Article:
Data released by the U.S. Department of Commerce revealed that despite an increase in the payroll tax, consumer spending in the first quarter increased 3.2 percent from the fourth quarter, the largest increase in two years.
“No one should write off the consumer simply because of the two percentage-point increase in payroll taxes,” Bernard Baumohl, the chief economist at the Economic Outlook Group, said, according to MyDesert.com. “Overall household finances are in the best shape in more than five years.”
Additionally, the U.S. economy grew by 2.5 percent in the first quarter, driven partly by a recovering housing market. Residential investment increased by 12.6 percent, and nonresidential investment increased by 2.1 percent.
David Carrier, the chief economist and director of research at the National Association of Federal Credit Unions, said the sequester’s impact on government spending, combined with a decrease in defense spending, would be a drag on the economy over the next few months but added the housing market would continue to drive GDP growth this year and next year.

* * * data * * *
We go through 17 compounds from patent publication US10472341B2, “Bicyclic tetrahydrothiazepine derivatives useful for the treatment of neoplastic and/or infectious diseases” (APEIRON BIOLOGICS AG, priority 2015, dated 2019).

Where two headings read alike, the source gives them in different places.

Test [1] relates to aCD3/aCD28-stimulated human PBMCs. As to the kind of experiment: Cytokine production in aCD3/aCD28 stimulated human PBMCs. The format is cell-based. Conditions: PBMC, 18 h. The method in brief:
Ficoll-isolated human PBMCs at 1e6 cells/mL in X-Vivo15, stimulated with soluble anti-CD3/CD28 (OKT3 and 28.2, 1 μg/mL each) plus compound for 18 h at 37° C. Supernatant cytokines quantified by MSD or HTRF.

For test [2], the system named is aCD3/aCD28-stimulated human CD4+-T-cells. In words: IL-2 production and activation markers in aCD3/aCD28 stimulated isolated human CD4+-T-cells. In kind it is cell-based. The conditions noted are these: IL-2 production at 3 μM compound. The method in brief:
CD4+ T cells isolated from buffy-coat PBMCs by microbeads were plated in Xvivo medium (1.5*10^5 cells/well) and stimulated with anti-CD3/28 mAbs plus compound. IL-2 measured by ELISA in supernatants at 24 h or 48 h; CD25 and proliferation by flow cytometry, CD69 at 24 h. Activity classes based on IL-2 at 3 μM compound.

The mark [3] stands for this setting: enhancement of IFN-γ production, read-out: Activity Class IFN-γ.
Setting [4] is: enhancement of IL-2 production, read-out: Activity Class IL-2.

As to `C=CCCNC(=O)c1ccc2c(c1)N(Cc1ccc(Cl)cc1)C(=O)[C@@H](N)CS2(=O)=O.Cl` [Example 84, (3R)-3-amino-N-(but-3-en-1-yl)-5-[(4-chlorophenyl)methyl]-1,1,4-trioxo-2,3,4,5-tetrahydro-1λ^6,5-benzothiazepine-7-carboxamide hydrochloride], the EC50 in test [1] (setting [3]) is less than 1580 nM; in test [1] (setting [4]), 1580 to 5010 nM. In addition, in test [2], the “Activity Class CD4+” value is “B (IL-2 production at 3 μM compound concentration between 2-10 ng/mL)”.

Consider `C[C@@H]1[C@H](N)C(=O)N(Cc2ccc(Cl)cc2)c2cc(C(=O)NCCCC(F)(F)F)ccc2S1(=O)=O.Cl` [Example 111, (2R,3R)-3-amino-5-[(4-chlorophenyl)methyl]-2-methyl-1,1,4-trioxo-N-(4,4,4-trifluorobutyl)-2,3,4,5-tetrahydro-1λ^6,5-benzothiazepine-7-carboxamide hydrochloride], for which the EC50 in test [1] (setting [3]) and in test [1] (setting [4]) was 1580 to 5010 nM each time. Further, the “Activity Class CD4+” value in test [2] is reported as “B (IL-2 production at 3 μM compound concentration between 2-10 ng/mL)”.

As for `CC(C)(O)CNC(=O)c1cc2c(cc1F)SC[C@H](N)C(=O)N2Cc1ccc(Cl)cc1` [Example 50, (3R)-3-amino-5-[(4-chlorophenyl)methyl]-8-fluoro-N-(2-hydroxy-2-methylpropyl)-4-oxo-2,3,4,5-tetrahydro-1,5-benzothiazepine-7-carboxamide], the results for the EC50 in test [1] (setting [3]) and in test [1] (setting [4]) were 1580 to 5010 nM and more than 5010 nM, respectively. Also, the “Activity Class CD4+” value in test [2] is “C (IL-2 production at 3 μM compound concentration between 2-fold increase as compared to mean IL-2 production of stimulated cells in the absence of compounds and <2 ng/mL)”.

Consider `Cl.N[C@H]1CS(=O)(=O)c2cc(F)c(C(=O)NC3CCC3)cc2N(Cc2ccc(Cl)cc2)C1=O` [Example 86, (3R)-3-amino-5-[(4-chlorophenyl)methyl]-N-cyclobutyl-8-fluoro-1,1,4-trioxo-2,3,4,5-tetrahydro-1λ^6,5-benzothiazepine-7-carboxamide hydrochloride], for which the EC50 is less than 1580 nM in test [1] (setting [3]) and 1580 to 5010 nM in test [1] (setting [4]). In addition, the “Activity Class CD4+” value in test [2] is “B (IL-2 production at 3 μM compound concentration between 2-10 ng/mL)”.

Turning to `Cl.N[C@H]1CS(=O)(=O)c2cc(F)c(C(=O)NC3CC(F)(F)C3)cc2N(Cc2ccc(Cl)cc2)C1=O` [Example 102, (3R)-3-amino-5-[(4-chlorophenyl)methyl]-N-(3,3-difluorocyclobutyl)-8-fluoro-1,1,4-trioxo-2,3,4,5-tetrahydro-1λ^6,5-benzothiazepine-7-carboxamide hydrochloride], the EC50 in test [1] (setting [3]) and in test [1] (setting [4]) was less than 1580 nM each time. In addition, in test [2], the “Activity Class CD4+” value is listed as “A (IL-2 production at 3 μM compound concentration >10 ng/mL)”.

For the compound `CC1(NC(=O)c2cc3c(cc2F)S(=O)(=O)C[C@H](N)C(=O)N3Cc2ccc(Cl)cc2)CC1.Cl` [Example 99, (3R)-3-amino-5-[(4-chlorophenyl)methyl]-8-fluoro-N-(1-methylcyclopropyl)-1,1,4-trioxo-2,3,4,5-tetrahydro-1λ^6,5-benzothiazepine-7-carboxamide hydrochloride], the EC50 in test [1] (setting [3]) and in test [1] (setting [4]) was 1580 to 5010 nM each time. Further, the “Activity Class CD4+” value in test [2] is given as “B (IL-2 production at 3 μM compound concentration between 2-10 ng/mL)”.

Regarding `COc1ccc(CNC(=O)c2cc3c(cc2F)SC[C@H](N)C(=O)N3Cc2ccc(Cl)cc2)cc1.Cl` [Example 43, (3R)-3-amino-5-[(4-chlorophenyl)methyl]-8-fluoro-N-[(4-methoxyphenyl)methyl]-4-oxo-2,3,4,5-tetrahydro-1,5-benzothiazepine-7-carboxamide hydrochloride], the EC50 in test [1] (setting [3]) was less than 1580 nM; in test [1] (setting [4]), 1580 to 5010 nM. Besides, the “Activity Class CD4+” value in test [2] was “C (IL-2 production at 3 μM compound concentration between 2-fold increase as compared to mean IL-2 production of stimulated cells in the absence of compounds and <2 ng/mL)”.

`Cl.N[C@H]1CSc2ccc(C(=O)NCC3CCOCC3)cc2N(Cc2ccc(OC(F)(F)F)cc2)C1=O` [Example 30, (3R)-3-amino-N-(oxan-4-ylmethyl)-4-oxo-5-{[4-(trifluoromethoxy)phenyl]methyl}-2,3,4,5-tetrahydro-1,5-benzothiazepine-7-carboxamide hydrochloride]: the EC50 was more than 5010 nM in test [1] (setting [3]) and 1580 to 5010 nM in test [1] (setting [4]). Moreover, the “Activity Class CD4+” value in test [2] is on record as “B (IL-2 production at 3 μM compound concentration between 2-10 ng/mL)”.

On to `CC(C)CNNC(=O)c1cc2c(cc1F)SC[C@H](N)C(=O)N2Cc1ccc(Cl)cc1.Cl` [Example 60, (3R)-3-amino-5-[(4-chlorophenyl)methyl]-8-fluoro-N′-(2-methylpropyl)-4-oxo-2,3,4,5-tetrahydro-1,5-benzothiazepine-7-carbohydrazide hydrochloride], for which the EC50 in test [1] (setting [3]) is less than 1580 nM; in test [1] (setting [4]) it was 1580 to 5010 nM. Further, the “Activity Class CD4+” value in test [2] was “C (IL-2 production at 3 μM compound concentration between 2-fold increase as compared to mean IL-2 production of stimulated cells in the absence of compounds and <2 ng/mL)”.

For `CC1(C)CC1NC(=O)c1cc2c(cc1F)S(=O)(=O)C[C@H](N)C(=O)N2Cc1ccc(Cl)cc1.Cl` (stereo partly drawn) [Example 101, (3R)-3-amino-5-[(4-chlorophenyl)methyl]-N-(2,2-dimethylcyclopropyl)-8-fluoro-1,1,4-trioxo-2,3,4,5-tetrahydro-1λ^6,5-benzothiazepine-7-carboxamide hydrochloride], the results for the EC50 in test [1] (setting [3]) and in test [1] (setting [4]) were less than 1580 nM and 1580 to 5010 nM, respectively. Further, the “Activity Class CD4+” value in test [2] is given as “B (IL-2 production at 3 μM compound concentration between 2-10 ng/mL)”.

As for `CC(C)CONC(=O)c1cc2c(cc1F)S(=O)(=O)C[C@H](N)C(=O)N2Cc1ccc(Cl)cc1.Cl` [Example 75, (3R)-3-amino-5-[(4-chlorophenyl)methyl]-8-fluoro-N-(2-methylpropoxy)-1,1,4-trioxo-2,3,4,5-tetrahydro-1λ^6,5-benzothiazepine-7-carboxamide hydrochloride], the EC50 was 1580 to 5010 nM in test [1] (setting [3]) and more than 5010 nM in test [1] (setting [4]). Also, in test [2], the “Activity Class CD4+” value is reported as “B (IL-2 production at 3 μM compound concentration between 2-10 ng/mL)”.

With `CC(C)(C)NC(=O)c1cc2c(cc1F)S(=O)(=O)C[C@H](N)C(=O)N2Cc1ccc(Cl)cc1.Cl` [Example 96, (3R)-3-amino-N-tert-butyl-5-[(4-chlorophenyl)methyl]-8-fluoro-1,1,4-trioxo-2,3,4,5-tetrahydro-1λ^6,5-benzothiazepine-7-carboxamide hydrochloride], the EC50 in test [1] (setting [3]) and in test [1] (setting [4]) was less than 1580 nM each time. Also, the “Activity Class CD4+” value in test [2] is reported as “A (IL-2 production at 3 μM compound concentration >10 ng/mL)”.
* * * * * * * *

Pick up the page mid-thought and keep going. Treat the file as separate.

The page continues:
In the year ending in February, home prices increased by more than 10 percent, and a boom in the stock market allowed Americans to recover the $16 trillion in wealth lost as a result of the financial crisis, MyDesert.com reports.
Household debt has also fallen to 102 percent of after-tax income, down from 126 percent in 2007, nearly returning to its long-term trend. American families are also paying less interest on debts as a result of the Federal Reserve’s efforts to maintain record-low interest rates.